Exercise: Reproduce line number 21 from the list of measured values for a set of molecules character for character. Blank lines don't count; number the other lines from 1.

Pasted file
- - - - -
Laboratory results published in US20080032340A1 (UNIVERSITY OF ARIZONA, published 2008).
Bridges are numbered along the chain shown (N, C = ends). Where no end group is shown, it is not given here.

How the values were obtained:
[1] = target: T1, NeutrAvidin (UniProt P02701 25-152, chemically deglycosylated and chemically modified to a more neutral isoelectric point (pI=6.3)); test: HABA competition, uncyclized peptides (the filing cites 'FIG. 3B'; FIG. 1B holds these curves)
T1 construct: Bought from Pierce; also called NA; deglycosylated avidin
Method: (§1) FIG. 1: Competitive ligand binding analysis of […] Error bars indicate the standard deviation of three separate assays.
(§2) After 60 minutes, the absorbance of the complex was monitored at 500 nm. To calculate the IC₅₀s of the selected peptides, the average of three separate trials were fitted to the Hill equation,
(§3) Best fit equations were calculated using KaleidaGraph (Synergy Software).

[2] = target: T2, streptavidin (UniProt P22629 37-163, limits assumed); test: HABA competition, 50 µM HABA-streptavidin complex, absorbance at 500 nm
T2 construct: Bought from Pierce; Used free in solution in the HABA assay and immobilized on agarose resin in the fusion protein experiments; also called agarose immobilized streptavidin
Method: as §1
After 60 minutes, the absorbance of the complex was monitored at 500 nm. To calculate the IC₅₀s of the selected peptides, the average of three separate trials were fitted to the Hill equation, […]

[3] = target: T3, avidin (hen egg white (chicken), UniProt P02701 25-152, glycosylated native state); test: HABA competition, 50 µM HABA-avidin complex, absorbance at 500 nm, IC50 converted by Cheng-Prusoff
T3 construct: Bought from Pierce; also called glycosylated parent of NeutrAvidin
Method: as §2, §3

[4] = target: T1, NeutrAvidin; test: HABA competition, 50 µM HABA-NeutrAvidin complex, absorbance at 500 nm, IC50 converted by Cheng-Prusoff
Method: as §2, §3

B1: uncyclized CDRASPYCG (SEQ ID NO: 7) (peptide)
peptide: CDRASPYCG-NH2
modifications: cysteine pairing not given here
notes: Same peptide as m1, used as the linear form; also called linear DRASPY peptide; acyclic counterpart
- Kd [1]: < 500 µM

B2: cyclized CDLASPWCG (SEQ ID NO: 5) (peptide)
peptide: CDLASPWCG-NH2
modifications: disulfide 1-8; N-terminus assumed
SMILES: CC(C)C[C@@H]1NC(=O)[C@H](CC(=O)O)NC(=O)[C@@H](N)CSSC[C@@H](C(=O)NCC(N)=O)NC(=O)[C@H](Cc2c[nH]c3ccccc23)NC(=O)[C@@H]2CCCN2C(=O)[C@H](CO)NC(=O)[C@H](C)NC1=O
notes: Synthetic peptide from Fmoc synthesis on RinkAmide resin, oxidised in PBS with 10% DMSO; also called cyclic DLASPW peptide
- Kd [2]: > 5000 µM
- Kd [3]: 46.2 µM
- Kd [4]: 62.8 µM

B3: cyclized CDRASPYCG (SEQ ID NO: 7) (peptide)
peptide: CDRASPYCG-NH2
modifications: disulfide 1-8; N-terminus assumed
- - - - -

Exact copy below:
notes: Same peptide as m1, used as the linear form; also called linear DRASPY peptide; acyclic counterpart